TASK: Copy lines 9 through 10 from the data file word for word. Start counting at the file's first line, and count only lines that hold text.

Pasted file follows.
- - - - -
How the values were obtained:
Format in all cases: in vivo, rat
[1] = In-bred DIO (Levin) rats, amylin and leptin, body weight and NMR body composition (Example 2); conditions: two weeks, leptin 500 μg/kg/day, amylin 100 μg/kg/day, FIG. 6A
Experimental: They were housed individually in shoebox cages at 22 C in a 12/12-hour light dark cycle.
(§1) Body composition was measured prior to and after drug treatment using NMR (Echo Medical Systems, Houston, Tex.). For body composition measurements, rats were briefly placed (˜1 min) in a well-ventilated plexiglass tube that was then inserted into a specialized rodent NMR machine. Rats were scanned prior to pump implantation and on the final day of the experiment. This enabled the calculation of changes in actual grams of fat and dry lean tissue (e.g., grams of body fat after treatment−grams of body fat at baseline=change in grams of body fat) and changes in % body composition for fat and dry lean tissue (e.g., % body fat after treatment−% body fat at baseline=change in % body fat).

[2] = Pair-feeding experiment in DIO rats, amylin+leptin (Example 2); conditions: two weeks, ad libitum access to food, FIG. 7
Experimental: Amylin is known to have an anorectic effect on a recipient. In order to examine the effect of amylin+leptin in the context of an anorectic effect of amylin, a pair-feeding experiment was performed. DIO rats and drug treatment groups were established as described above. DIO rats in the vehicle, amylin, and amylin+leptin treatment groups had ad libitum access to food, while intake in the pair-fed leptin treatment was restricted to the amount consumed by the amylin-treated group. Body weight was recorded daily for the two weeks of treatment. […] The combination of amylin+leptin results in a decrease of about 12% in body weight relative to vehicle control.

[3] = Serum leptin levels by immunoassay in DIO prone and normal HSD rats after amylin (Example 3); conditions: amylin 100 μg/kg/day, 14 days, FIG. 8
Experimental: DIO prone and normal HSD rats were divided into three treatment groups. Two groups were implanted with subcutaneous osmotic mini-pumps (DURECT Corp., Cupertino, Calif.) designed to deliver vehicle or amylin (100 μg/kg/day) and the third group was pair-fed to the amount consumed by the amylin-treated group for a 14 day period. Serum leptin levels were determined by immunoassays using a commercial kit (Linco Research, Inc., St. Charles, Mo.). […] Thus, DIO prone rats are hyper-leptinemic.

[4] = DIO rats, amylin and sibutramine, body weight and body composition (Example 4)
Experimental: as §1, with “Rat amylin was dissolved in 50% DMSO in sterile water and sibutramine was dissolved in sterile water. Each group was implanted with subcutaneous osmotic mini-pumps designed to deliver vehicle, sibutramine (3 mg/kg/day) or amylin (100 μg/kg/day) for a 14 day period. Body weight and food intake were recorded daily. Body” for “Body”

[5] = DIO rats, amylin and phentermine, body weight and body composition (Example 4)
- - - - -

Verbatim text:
Experimental: DIO prone and normal HSD rats were divided into three treatment groups. Two groups were implanted with subcutaneous osmotic mini-pumps (DURECT Corp., Cupertino, Calif.) designed to deliver vehicle or amylin (100 μg/kg/day) and the third group was pair-fed to the amount consumed by the amylin-treated group for a 14 day period. Serum leptin levels were determined by immunoassays using a commercial kit (Linco Research, Inc., St. Charles, Mo.). […] Thus, DIO prone rats are hyper-leptinemic.

[4] = DIO rats, amylin and sibutramine, body weight and body composition (Example 4)